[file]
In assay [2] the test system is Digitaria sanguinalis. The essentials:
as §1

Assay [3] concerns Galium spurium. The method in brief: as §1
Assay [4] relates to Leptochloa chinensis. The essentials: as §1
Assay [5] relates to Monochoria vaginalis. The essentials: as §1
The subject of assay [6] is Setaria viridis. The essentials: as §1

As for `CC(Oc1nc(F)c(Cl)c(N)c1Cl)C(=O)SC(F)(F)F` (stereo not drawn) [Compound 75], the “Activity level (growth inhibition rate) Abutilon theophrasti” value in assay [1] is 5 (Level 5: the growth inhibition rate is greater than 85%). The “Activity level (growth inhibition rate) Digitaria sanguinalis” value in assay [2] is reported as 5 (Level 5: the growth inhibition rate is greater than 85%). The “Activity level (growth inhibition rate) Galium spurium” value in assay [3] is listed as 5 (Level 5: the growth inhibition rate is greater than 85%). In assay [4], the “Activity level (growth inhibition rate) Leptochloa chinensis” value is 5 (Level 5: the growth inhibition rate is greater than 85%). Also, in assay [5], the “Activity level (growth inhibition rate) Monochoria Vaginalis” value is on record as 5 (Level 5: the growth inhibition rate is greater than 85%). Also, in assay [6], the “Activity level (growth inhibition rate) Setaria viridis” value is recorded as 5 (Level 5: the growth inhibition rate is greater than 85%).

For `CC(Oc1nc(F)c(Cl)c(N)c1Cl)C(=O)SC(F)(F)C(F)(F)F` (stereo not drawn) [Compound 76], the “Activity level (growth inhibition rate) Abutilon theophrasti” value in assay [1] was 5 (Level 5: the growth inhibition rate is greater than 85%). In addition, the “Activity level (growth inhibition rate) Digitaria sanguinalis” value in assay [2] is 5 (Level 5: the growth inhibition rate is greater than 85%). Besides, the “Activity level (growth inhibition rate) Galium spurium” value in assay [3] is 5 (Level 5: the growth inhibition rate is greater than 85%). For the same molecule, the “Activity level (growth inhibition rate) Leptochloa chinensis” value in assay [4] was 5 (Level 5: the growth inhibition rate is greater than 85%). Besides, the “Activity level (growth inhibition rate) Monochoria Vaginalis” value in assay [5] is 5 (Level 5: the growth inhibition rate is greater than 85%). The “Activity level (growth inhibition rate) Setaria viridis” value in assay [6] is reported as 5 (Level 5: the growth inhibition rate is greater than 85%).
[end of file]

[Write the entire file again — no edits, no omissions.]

In assay [2] the test system is Digitaria sanguinalis. The essentials:
as §1

Assay [3] concerns Galium spurium. The method in brief: as §1
Assay [4] relates to Leptochloa chinensis. The essentials: as §1
Assay [5] relates to Monochoria vaginalis. The essentials: as §1
The subject of assay [6] is Setaria viridis. The essentials: as §1

As for `CC(Oc1nc(F)c(Cl)c(N)c1Cl)C(=O)SC(F)(F)F` (stereo not drawn) [Compound 75], the “Activity level (growth inhibition rate) Abutilon theophrasti” value in assay [1] is 5 (Level 5: the growth inhibition rate is greater than 85%). The “Activity level (growth inhibition rate) Digitaria sanguinalis” value in assay [2] is reported as 5 (Level 5: the growth inhibition rate is greater than 85%). The “Activity level (growth inhibition rate) Galium spurium” value in assay [3] is listed as 5 (Level 5: the growth inhibition rate is greater than 85%). In assay [4], the “Activity level (growth inhibition rate) Leptochloa chinensis” value is 5 (Level 5: the growth inhibition rate is greater than 85%). Also, in assay [5], the “Activity level (growth inhibition rate) Monochoria Vaginalis” value is on record as 5 (Level 5: the growth inhibition rate is greater than 85%). Also, in assay [6], the “Activity level (growth inhibition rate) Setaria viridis” value is recorded as 5 (Level 5: the growth inhibition rate is greater than 85%).

For `CC(Oc1nc(F)c(Cl)c(N)c1Cl)C(=O)SC(F)(F)C(F)(F)F` (stereo not drawn) [Compound 76], the “Activity level (growth inhibition rate) Abutilon theophrasti” value in assay [1] was 5 (Level 5: the growth inhibition rate is greater than 85%). In addition, the “Activity level (growth inhibition rate) Digitaria sanguinalis” value in assay [2] is 5 (Level 5: the growth inhibition rate is greater than 85%). Besides, the “Activity level (growth inhibition rate) Galium spurium” value in assay [3] is 5 (Level 5: the growth inhibition rate is greater than 85%). For the same molecule, the “Activity level (growth inhibition rate) Leptochloa chinensis” value in assay [4] was 5 (Level 5: the growth inhibition rate is greater than 85%). Besides, the “Activity level (growth inhibition rate) Monochoria Vaginalis” value in assay [5] is 5 (Level 5: the growth inhibition rate is greater than 85%). The “Activity level (growth inhibition rate) Setaria viridis” value in assay [6] is reported as 5 (Level 5: the growth inhibition rate is greater than 85%).